Innovative hacking technology for vegetable growing

The German Oekofeldtage in Frankenhausen presented an impressive variety. Some of the innovations shown in the hacking technique are of particular interest to vegetable producers. Bioaktuell gives an overview of the state of the developments in robots for controlling weeds and snails, and presents a new weed crop for carrot cultivation.

Authors Text: Martin Koller and Martin Lichtenhahn, videos: Thomas Alföldi

Chopping and weeding are among the most labor-intensive steps in organic vegetable production. No wonder many efforts are being made to mechanize and automate this area. A special challenge is the weed control in the series.

First successes were achieved with devices, which are commonly called "hack robots". Strictly speaking, these are sensor-controlled hackers. The wood chips find their way independently through the series by means of sensors. Further sensors allow the application of a hoe across the row. Neither a special tractor nor an additional "control person" is necessary for these devices. Combined with a GPS device, the work can be carried out even more precisely and, as far as the regulations permit, also operated in a partially automatic manner. (Translation by Google translate)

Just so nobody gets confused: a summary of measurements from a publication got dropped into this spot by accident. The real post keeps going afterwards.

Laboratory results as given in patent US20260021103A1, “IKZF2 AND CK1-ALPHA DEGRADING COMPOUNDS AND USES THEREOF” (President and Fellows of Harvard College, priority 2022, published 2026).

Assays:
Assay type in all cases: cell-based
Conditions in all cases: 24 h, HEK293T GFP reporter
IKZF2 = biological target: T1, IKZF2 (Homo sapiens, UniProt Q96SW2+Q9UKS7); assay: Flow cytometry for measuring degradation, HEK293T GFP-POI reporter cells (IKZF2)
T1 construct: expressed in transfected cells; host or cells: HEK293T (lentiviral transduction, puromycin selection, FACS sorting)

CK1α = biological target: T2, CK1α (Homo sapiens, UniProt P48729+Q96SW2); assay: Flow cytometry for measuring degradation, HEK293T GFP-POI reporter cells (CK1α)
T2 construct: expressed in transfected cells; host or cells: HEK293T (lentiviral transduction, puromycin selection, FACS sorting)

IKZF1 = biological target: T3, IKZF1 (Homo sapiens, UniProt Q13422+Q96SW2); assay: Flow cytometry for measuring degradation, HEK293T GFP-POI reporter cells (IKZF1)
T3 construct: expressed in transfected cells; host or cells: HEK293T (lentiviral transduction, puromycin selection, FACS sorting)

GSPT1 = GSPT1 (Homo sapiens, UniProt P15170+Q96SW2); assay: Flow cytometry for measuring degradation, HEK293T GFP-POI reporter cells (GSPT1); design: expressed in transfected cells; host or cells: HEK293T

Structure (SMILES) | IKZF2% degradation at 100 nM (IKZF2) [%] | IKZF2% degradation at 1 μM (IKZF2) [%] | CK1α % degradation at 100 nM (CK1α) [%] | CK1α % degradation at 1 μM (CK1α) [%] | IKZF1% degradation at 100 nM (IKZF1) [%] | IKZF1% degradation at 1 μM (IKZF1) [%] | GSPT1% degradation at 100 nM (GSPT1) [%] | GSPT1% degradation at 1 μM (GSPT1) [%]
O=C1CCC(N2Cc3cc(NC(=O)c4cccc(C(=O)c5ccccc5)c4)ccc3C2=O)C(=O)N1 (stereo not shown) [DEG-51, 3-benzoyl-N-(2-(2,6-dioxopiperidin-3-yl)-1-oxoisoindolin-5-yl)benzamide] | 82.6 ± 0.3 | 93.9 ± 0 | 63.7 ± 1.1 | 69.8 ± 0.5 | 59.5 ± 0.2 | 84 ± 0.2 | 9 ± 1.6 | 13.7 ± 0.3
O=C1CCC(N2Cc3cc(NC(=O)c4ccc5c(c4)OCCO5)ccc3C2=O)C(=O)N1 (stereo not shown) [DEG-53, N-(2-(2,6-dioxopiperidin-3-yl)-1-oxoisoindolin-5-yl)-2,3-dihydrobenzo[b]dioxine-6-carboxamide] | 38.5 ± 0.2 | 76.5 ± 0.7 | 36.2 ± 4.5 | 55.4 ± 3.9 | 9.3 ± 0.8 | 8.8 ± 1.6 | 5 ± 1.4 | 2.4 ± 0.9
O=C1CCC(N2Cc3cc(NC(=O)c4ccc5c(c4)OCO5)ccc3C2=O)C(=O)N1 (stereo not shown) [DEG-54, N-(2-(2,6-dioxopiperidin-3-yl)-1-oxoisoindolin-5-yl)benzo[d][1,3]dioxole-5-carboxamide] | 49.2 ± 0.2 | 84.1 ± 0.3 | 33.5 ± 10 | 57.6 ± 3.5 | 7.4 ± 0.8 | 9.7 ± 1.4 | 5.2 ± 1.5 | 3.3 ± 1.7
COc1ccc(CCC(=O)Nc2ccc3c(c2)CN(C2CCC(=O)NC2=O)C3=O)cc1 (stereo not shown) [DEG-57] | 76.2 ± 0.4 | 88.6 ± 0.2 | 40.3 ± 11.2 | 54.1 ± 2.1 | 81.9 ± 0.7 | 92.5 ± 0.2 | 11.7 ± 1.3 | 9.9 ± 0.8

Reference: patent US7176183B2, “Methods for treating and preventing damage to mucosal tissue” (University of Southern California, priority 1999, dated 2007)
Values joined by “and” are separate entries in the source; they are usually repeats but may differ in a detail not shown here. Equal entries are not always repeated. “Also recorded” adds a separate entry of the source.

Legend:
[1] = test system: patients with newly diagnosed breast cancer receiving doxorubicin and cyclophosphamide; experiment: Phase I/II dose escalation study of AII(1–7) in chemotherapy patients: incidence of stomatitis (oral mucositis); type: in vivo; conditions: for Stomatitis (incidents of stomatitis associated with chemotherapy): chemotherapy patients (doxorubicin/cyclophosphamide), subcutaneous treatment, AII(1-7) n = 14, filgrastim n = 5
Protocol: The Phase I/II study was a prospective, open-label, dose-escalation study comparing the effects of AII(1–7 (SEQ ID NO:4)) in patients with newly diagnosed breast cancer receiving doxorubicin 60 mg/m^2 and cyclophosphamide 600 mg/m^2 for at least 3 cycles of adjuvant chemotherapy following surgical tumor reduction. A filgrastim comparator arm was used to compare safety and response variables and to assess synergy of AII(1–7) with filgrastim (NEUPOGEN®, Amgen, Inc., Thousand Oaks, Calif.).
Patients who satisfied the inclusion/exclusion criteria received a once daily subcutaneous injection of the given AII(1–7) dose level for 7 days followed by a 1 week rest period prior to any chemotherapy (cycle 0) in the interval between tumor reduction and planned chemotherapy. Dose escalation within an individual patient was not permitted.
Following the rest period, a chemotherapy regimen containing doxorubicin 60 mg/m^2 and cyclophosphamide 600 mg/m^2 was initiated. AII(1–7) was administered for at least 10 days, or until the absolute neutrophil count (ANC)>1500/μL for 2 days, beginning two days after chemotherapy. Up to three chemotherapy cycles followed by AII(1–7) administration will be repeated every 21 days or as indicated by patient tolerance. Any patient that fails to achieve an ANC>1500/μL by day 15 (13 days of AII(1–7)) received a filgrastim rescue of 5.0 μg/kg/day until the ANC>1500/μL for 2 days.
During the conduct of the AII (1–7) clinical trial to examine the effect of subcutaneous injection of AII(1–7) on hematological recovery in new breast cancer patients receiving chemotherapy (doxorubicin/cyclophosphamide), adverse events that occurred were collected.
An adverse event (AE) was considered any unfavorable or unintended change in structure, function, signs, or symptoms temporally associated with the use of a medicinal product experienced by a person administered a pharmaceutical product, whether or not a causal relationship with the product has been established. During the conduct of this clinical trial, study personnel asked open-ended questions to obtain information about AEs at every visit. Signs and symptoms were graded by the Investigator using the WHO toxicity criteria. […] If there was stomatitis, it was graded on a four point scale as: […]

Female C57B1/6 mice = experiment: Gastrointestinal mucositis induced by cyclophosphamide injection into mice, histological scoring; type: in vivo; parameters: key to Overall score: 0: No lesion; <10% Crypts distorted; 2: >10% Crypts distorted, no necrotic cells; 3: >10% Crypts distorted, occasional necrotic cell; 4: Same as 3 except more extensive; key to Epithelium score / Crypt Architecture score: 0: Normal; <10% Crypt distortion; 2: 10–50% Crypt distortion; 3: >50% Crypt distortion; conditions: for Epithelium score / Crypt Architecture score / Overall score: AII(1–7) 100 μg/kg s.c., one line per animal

Oz is a robot for mechanical weed control. It is suited to smaller vegetable producers managing between one to ten hectares. Oz was developed in 2011 by the company Naïo Technologies. In France, roughly fifty robots are already in use. This robot can weed up to one hectare of ground per day. In the video, available tools and the steering mechanism based on laser and camera are presented. For more information go to

Also available in: Deutsch and Français


The Agricultural Engineering Department at the University of Kassel, the Kommtek company, and the Julius Kühn-Institute are working together to develop a robot for slug control in arable farming. Its aim will be to autonomously navigate arable fields using GPS, to map slugs detected, and to control slugs. It is to determine where slug hotspots are located and target such areas. Following a learning phase, the robot should be able to anticipate hotspots through machine learning.

Also available in Deutsch  and Français

The start-up company DULKS will launch the new ABRAH cultivator for weed control in 2018. The ABRAH makes it possible to hoe in immediate proximity to young, tender crop plants, for example between double or triple rows of carrots – which until now had to be weeded manually in organic crop production. For more information go to

Also available in Deutsch and  Français
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Publish Date: 
30th August 2017